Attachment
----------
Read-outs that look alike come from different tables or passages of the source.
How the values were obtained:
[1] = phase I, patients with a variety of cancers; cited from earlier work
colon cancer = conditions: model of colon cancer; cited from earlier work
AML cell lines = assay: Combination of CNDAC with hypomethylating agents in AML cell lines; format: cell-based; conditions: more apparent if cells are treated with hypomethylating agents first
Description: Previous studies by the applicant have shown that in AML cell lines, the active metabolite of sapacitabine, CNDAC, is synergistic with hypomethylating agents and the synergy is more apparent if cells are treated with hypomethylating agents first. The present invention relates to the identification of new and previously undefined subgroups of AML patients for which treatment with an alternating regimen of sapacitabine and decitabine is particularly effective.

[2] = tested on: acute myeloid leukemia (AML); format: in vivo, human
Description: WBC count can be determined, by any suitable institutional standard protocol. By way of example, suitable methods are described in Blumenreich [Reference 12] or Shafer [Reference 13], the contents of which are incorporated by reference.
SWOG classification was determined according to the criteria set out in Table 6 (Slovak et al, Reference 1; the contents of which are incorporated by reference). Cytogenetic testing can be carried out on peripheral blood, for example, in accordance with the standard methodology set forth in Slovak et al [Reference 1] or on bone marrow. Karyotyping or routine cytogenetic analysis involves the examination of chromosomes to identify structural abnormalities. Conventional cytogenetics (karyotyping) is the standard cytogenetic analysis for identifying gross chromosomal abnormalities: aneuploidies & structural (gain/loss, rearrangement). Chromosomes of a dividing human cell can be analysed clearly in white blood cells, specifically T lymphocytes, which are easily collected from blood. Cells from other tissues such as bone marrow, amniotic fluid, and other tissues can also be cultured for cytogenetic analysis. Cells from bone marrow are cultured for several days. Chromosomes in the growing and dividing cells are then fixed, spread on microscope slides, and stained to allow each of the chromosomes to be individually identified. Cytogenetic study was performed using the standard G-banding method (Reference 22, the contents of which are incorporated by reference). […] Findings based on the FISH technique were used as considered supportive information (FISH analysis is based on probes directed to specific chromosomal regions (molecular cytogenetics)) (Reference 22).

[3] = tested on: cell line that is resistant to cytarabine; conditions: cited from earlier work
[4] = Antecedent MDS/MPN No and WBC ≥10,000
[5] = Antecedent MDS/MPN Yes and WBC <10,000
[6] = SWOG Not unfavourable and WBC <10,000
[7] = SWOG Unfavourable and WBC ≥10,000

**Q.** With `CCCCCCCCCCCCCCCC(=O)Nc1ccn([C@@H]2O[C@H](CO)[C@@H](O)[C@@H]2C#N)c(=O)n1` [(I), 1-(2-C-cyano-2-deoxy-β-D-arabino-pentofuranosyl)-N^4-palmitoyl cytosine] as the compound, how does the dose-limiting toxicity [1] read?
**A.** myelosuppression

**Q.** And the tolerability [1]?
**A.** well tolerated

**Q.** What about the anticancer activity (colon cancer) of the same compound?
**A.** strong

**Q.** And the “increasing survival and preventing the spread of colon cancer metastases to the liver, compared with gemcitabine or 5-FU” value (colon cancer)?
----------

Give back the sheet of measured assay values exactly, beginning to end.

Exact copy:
Read-outs that look alike come from different tables or passages of the source.
How the values were obtained:
[1] = phase I, patients with a variety of cancers; cited from earlier work
colon cancer = conditions: model of colon cancer; cited from earlier work
AML cell lines = assay: Combination of CNDAC with hypomethylating agents in AML cell lines; format: cell-based; conditions: more apparent if cells are treated with hypomethylating agents first
Description: Previous studies by the applicant have shown that in AML cell lines, the active metabolite of sapacitabine, CNDAC, is synergistic with hypomethylating agents and the synergy is more apparent if cells are treated with hypomethylating agents first. The present invention relates to the identification of new and previously undefined subgroups of AML patients for which treatment with an alternating regimen of sapacitabine and decitabine is particularly effective.

[2] = tested on: acute myeloid leukemia (AML); format: in vivo, human
Description: WBC count can be determined, by any suitable institutional standard protocol. By way of example, suitable methods are described in Blumenreich [Reference 12] or Shafer [Reference 13], the contents of which are incorporated by reference.
SWOG classification was determined according to the criteria set out in Table 6 (Slovak et al, Reference 1; the contents of which are incorporated by reference). Cytogenetic testing can be carried out on peripheral blood, for example, in accordance with the standard methodology set forth in Slovak et al [Reference 1] or on bone marrow. Karyotyping or routine cytogenetic analysis involves the examination of chromosomes to identify structural abnormalities. Conventional cytogenetics (karyotyping) is the standard cytogenetic analysis for identifying gross chromosomal abnormalities: aneuploidies & structural (gain/loss, rearrangement). Chromosomes of a dividing human cell can be analysed clearly in white blood cells, specifically T lymphocytes, which are easily collected from blood. Cells from other tissues such as bone marrow, amniotic fluid, and other tissues can also be cultured for cytogenetic analysis. Cells from bone marrow are cultured for several days. Chromosomes in the growing and dividing cells are then fixed, spread on microscope slides, and stained to allow each of the chromosomes to be individually identified. Cytogenetic study was performed using the standard G-banding method (Reference 22, the contents of which are incorporated by reference). […] Findings based on the FISH technique were used as considered supportive information (FISH analysis is based on probes directed to specific chromosomal regions (molecular cytogenetics)) (Reference 22).

[3] = tested on: cell line that is resistant to cytarabine; conditions: cited from earlier work
[4] = Antecedent MDS/MPN No and WBC ≥10,000
[5] = Antecedent MDS/MPN Yes and WBC <10,000
[6] = SWOG Not unfavourable and WBC <10,000
[7] = SWOG Unfavourable and WBC ≥10,000

**Q.** With `CCCCCCCCCCCCCCCC(=O)Nc1ccn([C@@H]2O[C@H](CO)[C@@H](O)[C@@H]2C#N)c(=O)n1` [(I), 1-(2-C-cyano-2-deoxy-β-D-arabino-pentofuranosyl)-N^4-palmitoyl cytosine] as the compound, how does the dose-limiting toxicity [1] read?
**A.** myelosuppression

**Q.** And the tolerability [1]?
**A.** well tolerated

**Q.** What about the anticancer activity (colon cancer) of the same compound?
**A.** strong

**Q.** And the “increasing survival and preventing the spread of colon cancer metastases to the liver, compared with gemcitabine or 5-FU” value (colon cancer)?